Guest post by Sam Fisch, one of the curators of “Detecting an Anxious Gaze; The Victorian World in Flux”
Q: What are the books you have chosen to display for this exhibit?
A: I have chosen Victorian Illustration by Paul Goldman for the many pictures of wood engravings featured in the book, English Book Illustrations 1800-1900 by Phillip James for the variety of print methods he explores and his historical narrative on the invention of these methods, and How to Identify Prints by Bamber Gascoigne for the shocking amount of detail Gascoigne includes on the various printing methods.
Q: Are there any notable artists included in your exhibit?
A: Yes, I have selected wood engravings by George du Maurier because he was a well-known cartoonist and illustrator. He provided illustrations for Punch, Once a Week and Cornhill magazines. He also worked with notable authors Thomas
Hardy, Wilkie Collins and M.E. Braddon. Fun fact: Du Maurier may have inspired Peter Pan as he was the grandfather of the five children J.M. Barrie based his play on.
Q: What is the difference between wood engravings, intaglio etchings and planographic lithography?
Wood engravings are a relief method, meaning that ink is transferred from a raised surface to a sheet of paper. The wood is carved so that the negative spaces are cut out. Unlike wood engravings, intaglio methods (such as etchings and mezzotints) transfer the ink from the valleys of a printing surface onto the page. The printing block is usually made out of copper plates for intaglio methods. Lithography employs a flat printing surface and uses a chemical reaction to create varying shades of black, white and grey. Lithographic ink adheres to greasy surfaces and repels water, so water can be used to keep the ink off the paper where necessary.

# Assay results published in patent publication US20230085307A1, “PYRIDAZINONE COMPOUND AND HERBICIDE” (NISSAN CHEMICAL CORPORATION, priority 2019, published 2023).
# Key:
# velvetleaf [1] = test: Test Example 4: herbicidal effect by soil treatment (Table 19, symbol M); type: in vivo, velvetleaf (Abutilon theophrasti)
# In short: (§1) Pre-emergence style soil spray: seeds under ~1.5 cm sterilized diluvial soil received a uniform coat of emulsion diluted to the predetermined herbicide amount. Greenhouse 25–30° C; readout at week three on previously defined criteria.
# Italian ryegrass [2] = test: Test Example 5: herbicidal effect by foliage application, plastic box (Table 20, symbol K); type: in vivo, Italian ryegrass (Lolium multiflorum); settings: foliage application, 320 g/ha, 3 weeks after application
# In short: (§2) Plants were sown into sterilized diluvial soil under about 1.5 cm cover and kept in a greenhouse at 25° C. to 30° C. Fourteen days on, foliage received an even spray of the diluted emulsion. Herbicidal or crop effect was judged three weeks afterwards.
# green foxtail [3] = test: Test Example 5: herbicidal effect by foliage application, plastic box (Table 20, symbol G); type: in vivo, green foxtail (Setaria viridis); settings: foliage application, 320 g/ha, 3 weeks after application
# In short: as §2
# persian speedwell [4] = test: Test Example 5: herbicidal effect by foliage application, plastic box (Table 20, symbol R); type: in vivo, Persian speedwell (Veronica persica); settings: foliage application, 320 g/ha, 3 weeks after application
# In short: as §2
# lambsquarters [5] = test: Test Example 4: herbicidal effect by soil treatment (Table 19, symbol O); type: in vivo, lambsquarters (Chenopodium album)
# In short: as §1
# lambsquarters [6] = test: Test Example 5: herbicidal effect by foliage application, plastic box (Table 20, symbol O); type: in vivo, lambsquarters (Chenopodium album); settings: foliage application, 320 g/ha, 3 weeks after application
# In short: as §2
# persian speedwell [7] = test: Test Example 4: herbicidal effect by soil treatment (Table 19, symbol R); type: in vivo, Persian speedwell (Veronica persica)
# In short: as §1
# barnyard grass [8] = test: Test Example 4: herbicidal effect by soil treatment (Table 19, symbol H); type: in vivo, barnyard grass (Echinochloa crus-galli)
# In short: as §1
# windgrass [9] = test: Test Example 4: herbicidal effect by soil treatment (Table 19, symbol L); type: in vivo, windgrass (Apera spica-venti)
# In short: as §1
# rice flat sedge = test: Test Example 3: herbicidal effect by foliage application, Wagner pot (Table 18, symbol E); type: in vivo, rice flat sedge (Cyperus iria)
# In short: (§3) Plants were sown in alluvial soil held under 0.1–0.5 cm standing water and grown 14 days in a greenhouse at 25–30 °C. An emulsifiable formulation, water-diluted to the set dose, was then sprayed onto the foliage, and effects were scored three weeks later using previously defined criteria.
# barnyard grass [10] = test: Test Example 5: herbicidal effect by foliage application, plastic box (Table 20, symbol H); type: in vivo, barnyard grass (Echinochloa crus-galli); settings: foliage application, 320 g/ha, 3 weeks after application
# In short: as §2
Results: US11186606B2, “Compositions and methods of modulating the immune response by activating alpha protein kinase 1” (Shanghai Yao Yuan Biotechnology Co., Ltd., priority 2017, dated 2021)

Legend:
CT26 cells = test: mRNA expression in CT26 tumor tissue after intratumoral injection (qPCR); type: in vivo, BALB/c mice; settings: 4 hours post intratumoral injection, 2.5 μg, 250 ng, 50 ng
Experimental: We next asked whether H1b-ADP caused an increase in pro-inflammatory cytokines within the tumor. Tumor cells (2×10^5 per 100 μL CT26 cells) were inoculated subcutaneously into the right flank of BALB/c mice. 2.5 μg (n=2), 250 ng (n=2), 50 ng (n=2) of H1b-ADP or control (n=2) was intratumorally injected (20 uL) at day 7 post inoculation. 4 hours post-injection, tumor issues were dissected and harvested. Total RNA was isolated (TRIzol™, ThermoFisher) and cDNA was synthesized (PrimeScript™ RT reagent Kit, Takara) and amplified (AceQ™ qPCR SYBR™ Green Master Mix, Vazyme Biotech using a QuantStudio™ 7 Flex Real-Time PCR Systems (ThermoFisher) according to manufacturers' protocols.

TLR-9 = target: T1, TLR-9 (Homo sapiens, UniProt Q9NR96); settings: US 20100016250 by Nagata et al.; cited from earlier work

Q: How can you identify these various printing methods?
A: Wood engravings characteristically have a stark contrast between black and white ink. Intaglio methods and lithographs feature varying shades of ink. You can tell lithographs apart from etchings and mezzotints by inspective the paper for bumps; lithographs are always perfectly flat. You can also tell these two apart with a magnifying glass, as the ink used for lithographs makes a pattern of tiny dots that you can see.
All are welcome to explore the Exhibition “Detecting And Anxious Gaze; The Victorian World in Flux” on the 4th floor of the McLennan Library Building during opening hours during December.